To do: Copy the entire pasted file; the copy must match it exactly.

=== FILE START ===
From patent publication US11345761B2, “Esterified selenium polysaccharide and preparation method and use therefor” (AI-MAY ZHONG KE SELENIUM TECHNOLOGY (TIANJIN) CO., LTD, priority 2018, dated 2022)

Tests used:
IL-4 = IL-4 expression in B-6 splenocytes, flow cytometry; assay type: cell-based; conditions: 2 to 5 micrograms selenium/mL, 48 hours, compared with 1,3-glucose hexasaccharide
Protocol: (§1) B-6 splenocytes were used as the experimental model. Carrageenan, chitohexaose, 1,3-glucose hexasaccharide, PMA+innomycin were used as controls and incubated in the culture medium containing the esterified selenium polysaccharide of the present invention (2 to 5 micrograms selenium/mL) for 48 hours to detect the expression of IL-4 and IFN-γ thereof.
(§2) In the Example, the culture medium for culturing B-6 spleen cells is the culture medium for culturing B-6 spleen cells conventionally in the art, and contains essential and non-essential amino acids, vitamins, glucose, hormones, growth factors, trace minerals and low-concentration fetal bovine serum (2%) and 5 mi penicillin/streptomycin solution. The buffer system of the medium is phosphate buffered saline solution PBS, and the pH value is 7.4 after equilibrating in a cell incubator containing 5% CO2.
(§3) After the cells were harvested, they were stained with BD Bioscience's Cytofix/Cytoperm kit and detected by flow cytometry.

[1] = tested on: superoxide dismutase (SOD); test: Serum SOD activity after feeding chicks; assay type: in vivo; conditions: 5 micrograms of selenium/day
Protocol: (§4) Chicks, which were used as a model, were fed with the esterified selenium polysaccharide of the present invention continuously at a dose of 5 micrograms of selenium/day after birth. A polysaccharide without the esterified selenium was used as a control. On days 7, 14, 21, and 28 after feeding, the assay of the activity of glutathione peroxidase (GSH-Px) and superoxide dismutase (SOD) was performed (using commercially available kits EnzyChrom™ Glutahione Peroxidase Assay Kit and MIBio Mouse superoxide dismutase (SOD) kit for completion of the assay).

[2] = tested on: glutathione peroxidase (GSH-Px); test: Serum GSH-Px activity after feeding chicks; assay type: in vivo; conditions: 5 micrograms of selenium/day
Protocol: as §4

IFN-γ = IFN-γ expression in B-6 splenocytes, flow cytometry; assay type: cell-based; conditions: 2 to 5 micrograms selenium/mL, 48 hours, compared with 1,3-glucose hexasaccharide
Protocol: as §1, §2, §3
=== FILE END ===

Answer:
From patent publication US11345761B2, “Esterified selenium polysaccharide and preparation method and use therefor” (AI-MAY ZHONG KE SELENIUM TECHNOLOGY (TIANJIN) CO., LTD, priority 2018, dated 2022)

Tests used:
IL-4 = IL-4 expression in B-6 splenocytes, flow cytometry; assay type: cell-based; conditions: 2 to 5 micrograms selenium/mL, 48 hours, compared with 1,3-glucose hexasaccharide
Protocol: (§1) B-6 splenocytes were used as the experimental model. Carrageenan, chitohexaose, 1,3-glucose hexasaccharide, PMA+innomycin were used as controls and incubated in the culture medium containing the esterified selenium polysaccharide of the present invention (2 to 5 micrograms selenium/mL) for 48 hours to detect the expression of IL-4 and IFN-γ thereof.
(§2) In the Example, the culture medium for culturing B-6 spleen cells is the culture medium for culturing B-6 spleen cells conventionally in the art, and contains essential and non-essential amino acids, vitamins, glucose, hormones, growth factors, trace minerals and low-concentration fetal bovine serum (2%) and 5 mi penicillin/streptomycin solution. The buffer system of the medium is phosphate buffered saline solution PBS, and the pH value is 7.4 after equilibrating in a cell incubator containing 5% CO2.
(§3) After the cells were harvested, they were stained with BD Bioscience's Cytofix/Cytoperm kit and detected by flow cytometry.

[1] = tested on: superoxide dismutase (SOD); test: Serum SOD activity after feeding chicks; assay type: in vivo; conditions: 5 micrograms of selenium/day
Protocol: (§4) Chicks, which were used as a model, were fed with the esterified selenium polysaccharide of the present invention continuously at a dose of 5 micrograms of selenium/day after birth. A polysaccharide without the esterified selenium was used as a control. On days 7, 14, 21, and 28 after feeding, the assay of the activity of glutathione peroxidase (GSH-Px) and superoxide dismutase (SOD) was performed (using commercially available kits EnzyChrom™ Glutahione Peroxidase Assay Kit and MIBio Mouse superoxide dismutase (SOD) kit for completion of the assay).

[2] = tested on: glutathione peroxidase (GSH-Px); test: Serum GSH-Px activity after feeding chicks; assay type: in vivo; conditions: 5 micrograms of selenium/day
Protocol: as §4

IFN-γ = IFN-γ expression in B-6 splenocytes, flow cytometry; assay type: cell-based; conditions: 2 to 5 micrograms selenium/mL, 48 hours, compared with 1,3-glucose hexasaccharide
Protocol: as §1, §2, §3